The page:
All competent adults — regardless of their nationalities, professions, religious beliefs, and ethical and political views — who are suffering unbearably from incurable illnesses should have the possibility of various choices at the end of their life. Death is unavoidable. We strongly believe that the manner and time of dying should be left to the decision of the individual, assuming such demands do not result in harm to society other than the sadness associated with death.
The voluntarily expressed will of individuals, once they are fully informed of their diagnosis, prognosis and available means of relief, should be respected by all concerned as an expression of intrinsic human rights.
The World Federation’s Board of Directors made it abundantly clear in the wake of Goodwin’s arrest, that assisted suicide is not meant to be limited to the terminally ill, asserting:
The Board of the World Federation of Right-to-Die Societies supports legal change so that those who are terminally-ill, or suffering greatly from incurable chronic illnesses, can obtain a legitimate way to achieve a dignified, humane death.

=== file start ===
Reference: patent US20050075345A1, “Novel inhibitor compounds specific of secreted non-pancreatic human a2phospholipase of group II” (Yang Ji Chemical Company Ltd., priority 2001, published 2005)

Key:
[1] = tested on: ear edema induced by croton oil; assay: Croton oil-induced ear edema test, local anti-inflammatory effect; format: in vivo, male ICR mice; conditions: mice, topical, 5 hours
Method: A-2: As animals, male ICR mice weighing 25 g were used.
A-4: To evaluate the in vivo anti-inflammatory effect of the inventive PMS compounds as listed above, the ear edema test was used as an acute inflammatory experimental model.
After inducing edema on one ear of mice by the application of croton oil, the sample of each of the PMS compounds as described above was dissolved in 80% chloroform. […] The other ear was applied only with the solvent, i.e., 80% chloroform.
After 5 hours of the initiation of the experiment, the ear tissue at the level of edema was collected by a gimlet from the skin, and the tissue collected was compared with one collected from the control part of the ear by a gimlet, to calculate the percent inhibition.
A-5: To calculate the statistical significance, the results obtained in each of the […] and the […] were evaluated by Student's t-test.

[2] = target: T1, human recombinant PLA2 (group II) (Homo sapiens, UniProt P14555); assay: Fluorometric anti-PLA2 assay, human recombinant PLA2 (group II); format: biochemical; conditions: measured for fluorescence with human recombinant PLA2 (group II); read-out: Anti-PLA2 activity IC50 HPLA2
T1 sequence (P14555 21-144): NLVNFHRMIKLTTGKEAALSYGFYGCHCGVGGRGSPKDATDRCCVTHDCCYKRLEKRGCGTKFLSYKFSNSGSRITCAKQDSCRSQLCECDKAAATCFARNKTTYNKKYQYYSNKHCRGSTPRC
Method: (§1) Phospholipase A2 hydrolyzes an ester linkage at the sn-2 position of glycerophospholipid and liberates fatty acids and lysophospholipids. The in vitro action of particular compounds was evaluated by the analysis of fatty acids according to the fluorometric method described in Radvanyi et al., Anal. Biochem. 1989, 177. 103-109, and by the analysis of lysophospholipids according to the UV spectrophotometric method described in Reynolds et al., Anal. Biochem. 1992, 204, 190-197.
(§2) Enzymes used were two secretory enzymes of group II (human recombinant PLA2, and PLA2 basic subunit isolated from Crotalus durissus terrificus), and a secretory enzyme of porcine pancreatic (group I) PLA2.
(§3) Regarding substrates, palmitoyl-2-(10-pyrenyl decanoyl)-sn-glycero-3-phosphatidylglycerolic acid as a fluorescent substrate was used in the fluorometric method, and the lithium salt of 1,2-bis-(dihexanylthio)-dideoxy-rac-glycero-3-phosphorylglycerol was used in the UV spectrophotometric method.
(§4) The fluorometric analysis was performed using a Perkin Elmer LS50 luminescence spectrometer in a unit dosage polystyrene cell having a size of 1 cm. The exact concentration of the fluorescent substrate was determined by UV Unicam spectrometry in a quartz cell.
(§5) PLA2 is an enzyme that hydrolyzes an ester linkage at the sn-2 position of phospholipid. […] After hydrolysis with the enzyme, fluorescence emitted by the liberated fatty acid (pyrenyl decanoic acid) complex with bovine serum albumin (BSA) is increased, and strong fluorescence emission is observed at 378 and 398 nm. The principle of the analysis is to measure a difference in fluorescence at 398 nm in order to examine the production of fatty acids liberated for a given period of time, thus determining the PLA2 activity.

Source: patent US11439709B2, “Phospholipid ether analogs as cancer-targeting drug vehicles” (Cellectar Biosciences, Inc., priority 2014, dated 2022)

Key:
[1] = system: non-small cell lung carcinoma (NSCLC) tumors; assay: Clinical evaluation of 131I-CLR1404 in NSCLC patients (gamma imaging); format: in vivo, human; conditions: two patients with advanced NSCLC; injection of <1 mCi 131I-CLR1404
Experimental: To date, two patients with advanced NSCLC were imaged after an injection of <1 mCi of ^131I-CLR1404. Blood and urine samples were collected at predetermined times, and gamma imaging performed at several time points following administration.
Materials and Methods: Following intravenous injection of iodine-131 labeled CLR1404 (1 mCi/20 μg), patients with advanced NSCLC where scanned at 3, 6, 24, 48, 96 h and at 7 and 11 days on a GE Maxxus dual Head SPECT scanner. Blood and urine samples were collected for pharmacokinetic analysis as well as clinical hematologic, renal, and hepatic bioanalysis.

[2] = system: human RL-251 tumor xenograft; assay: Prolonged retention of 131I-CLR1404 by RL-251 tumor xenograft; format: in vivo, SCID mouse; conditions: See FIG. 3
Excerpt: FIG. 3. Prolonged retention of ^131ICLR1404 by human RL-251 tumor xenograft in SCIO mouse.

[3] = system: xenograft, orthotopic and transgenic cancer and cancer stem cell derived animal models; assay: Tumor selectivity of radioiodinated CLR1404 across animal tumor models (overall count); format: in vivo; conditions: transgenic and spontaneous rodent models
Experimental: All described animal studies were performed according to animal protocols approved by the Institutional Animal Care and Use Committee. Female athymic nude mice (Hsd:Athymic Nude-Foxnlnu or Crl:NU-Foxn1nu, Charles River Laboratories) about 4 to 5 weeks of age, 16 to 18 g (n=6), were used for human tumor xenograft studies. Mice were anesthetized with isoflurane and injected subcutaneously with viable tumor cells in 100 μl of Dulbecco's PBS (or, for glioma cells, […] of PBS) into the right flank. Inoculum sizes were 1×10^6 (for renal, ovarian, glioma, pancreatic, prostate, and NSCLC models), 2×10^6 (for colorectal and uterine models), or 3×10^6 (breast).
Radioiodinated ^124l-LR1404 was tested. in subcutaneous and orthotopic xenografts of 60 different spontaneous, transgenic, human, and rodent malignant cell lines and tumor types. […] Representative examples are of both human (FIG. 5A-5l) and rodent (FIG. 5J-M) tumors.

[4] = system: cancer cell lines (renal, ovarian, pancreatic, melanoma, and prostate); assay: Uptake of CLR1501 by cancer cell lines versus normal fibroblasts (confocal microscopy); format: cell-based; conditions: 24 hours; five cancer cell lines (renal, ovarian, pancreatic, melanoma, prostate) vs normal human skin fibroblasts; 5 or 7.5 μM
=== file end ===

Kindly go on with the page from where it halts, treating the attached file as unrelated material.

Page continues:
I know of only one serious assisted suicide advocacy organization that pretends “death with dignity” is to be limited to the terminally ill. That group is Compassion and Choices, formerly the Hemlock Society. C and C’s leadership is responsible for writing the Oregon and Washington assisted suicide laws that do contain the terminal illness requirement. But there is every reason to believe this limitation is a mere political tactic to gain acceptance by society of the general principle that assisted suicide should be permitted in some cases, since accepting assisted suicide as a legitimate answer to human suffering would unlock the door to an ever-widening practice of assisted suicide — just as it has in every country in which the practice has been legalized.